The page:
Hook had no help from a professional writer to pen his story. And Substance was only one of three books he has written in the past nine years. Meanwhile, he still continues to regularly perform and tour with his own band, The Light. Even Hook’s former bandmate, Bernard Sumner, published his own autobiography in 2014, despite his involvement with New Order.
     In 2012, Gregg Allman of the Allman Brothers Band published an autobiography with HarperCollins. In 2011, Steven Tyler of Aerosmith published his autobiography, Does the Noise in My Head Bother You? Bruce Springsteen published Born to Run in September of last year. John Oates of the popular eighties duo Hall & Oates wrote his own memoir, Change of Seasons, expected to be officially published on April 4.
       At the other end of the spectrum, Irish author Donal Ryan is one writing professional who is feeling the effects of a celebrity book boom. He recently returned to his day job in the civil service in order to pay his mortgage, which is not supported by the forty cents he makes from each sale of one of his books. Despite signing a deal and getting advances for three future novels, Ryan still cannot cover his mortgage and two children with the money he makes from his writing.
      The bottom 50 percent of writers make less than $12,815 annually ($4,000 less than a minimum-wage job would earn). That is not nearly enough to live on. Only 12 percent of authors made their living solely through writing in 2013, compared to 40 percent just eight years prior.
       Working writers also find that the competition is tough when it comes to getting advances and pitching ideas to publishers. Even when ghostwriters or professional writers are hired to pen the work, the appeal of a famous person publishing a book dominates the pitches of lesser-known hopefuls. With competition already tough, a new pool of celebrities would wash out the bottommost population of writers trying to publish.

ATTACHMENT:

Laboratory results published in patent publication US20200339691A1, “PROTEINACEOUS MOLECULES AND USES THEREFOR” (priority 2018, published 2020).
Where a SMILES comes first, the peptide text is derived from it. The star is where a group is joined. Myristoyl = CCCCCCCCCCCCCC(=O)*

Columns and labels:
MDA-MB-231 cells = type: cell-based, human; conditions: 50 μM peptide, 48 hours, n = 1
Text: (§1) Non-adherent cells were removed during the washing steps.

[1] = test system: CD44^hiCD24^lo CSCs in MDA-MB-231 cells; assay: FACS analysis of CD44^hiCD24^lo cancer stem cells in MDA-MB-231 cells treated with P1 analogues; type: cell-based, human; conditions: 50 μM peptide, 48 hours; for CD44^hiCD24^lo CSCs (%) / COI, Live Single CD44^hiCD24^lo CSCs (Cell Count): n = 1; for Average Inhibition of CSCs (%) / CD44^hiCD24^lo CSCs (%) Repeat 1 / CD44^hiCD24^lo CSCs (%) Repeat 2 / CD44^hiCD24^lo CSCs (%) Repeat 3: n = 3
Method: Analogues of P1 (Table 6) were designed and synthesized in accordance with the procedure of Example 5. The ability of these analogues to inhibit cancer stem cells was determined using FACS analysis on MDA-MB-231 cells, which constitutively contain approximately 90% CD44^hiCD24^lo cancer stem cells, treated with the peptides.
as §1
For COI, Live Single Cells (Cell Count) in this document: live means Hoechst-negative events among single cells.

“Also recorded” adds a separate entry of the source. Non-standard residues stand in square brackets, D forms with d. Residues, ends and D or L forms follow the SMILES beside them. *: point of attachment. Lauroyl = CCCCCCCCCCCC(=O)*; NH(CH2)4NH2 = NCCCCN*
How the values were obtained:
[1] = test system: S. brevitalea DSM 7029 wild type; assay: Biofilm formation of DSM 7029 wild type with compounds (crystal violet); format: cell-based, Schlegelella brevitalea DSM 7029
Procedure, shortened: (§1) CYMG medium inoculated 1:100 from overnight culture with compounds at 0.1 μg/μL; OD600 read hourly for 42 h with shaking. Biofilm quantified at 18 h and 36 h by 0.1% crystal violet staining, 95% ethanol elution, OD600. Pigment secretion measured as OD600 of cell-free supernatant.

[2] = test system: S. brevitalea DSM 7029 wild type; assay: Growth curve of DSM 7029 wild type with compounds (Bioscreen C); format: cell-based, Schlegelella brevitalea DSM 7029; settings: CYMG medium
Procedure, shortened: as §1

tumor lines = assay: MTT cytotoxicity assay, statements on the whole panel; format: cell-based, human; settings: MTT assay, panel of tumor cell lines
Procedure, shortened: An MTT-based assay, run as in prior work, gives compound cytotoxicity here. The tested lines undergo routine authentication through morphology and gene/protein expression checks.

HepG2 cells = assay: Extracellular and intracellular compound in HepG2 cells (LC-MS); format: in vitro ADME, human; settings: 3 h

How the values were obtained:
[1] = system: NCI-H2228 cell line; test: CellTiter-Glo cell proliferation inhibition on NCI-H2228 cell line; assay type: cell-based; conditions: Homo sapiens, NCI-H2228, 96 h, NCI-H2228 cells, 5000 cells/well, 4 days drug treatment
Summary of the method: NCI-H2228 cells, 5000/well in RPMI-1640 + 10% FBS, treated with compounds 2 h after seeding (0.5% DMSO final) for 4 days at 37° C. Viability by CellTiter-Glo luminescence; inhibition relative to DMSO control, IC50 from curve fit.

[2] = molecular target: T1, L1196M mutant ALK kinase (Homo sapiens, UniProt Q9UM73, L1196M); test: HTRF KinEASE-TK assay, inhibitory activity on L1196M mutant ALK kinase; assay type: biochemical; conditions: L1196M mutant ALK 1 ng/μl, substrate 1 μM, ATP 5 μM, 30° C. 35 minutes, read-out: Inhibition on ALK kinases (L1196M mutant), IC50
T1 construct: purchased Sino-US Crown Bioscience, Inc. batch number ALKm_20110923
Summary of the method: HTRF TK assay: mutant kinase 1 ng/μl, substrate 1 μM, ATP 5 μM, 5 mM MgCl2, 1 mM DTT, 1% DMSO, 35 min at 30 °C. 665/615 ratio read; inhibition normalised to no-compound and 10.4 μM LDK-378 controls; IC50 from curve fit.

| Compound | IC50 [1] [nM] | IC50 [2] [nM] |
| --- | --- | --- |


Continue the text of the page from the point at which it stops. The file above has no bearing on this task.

So let’s look at the raw odds of being published.
      Publishers Weekly reported in 2006 that the average published book sells less than five hundred copies, despite 80 percent of Americans expressing a desire to be an author. There are millions of Americans hoping to be published authors, but the majority of them will not sell more than a few hundred copies, even if they do get published.
        But this shouldn’t be cause for losing hope.
       John Grisham’s A Time to Kill¸ his first novel, was rejected twelve times before publication. Chronicles of Narnia author C. S. Lewis was rejected (allegedly) a good eight hundred times. William Golding’s Lord of the Flies was turned away twenty times. Even billionaire J. K. Rowling’s first Harry Potter novel was rejected twelve times before selling well over eleven million copies. All of these authors were once hopeful writers just like any others, hoping to be published and paid to do what they love.
        Despite any rise in the popularity of celebrity books, there will always be people who look out for, appreciate, and prefer the work of a professional. Writers, don’t lose hope.
  • About the Author
    Tyler Rigg is a senior Journalism and Professional Writing major. He enjoys running, reading, writing, and music (yes, all genres). When he’s not doing one of these four things, you can assume he is either sleeping or dead. He enjoys writing alternate history novels and hopes to make it to publication in the future.